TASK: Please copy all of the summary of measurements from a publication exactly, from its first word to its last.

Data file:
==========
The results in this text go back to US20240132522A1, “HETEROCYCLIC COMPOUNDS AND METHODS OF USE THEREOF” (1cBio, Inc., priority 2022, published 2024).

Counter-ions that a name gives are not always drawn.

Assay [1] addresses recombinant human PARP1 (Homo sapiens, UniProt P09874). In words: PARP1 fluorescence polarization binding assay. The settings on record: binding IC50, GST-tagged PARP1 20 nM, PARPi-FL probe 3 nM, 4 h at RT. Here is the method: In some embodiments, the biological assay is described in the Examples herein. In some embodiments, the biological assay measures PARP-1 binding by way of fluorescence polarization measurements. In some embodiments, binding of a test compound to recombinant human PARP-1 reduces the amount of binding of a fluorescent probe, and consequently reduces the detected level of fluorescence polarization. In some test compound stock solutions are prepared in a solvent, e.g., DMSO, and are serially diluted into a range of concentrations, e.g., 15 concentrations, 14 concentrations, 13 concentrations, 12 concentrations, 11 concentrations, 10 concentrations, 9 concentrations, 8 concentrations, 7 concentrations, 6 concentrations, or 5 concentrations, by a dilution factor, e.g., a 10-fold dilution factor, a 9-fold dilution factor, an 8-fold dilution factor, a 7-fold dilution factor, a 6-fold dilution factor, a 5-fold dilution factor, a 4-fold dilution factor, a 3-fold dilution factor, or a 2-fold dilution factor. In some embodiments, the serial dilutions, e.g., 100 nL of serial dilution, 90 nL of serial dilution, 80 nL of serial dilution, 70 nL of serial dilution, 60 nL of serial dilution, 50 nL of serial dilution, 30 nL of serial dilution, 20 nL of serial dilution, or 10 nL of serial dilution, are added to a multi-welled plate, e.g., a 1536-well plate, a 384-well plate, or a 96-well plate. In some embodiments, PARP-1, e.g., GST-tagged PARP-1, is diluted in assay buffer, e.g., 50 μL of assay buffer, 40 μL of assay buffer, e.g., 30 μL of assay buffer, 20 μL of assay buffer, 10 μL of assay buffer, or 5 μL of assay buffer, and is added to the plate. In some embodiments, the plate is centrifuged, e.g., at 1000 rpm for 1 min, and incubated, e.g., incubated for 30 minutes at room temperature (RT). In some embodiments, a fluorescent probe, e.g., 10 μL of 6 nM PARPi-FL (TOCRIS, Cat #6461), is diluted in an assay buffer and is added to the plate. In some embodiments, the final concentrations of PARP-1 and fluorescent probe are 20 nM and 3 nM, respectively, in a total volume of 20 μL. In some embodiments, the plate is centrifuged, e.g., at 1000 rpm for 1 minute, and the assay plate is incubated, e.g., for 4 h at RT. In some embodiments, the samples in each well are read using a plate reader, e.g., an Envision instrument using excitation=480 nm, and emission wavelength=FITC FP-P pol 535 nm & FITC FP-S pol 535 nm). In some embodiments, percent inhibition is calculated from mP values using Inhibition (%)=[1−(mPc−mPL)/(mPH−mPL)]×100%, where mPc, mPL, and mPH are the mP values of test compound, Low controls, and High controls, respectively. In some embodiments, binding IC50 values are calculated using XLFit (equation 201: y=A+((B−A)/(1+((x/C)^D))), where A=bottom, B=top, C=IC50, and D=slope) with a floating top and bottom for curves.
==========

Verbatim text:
The results in this text go back to US20240132522A1, “HETEROCYCLIC COMPOUNDS AND METHODS OF USE THEREOF” (1cBio, Inc., priority 2022, published 2024).

Counter-ions that a name gives are not always drawn.

Assay [1] addresses recombinant human PARP1 (Homo sapiens, UniProt P09874). In words: PARP1 fluorescence polarization binding assay. The settings on record: binding IC50, GST-tagged PARP1 20 nM, PARPi-FL probe 3 nM, 4 h at RT. Here is the method: In some embodiments, the biological assay is described in the Examples herein. In some embodiments, the biological assay measures PARP-1 binding by way of fluorescence polarization measurements. In some embodiments, binding of a test compound to recombinant human PARP-1 reduces the amount of binding of a fluorescent probe, and consequently reduces the detected level of fluorescence polarization. In some test compound stock solutions are prepared in a solvent, e.g., DMSO, and are serially diluted into a range of concentrations, e.g., 15 concentrations, 14 concentrations, 13 concentrations, 12 concentrations, 11 concentrations, 10 concentrations, 9 concentrations, 8 concentrations, 7 concentrations, 6 concentrations, or 5 concentrations, by a dilution factor, e.g., a 10-fold dilution factor, a 9-fold dilution factor, an 8-fold dilution factor, a 7-fold dilution factor, a 6-fold dilution factor, a 5-fold dilution factor, a 4-fold dilution factor, a 3-fold dilution factor, or a 2-fold dilution factor. In some embodiments, the serial dilutions, e.g., 100 nL of serial dilution, 90 nL of serial dilution, 80 nL of serial dilution, 70 nL of serial dilution, 60 nL of serial dilution, 50 nL of serial dilution, 30 nL of serial dilution, 20 nL of serial dilution, or 10 nL of serial dilution, are added to a multi-welled plate, e.g., a 1536-well plate, a 384-well plate, or a 96-well plate. In some embodiments, PARP-1, e.g., GST-tagged PARP-1, is diluted in assay buffer, e.g., 50 μL of assay buffer, 40 μL of assay buffer, e.g., 30 μL of assay buffer, 20 μL of assay buffer, 10 μL of assay buffer, or 5 μL of assay buffer, and is added to the plate. In some embodiments, the plate is centrifuged, e.g., at 1000 rpm for 1 min, and incubated, e.g., incubated for 30 minutes at room temperature (RT). In some embodiments, a fluorescent probe, e.g., 10 μL of 6 nM PARPi-FL (TOCRIS, Cat #6461), is diluted in an assay buffer and is added to the plate. In some embodiments, the final concentrations of PARP-1 and fluorescent probe are 20 nM and 3 nM, respectively, in a total volume of 20 μL. In some embodiments, the plate is centrifuged, e.g., at 1000 rpm for 1 minute, and the assay plate is incubated, e.g., for 4 h at RT. In some embodiments, the samples in each well are read using a plate reader, e.g., an Envision instrument using excitation=480 nm, and emission wavelength=FITC FP-P pol 535 nm & FITC FP-S pol 535 nm). In some embodiments, percent inhibition is calculated from mP values using Inhibition (%)=[1−(mPc−mPL)/(mPH−mPL)]×100%, where mPc, mPL, and mPH are the mP values of test compound, Low controls, and High controls, respectively. In some embodiments, binding IC50 values are calculated using XLFit (equation 201: y=A+((B−A)/(1+((x/C)^D))), where A=bottom, B=top, C=IC50, and D=slope) with a floating top and bottom for curves.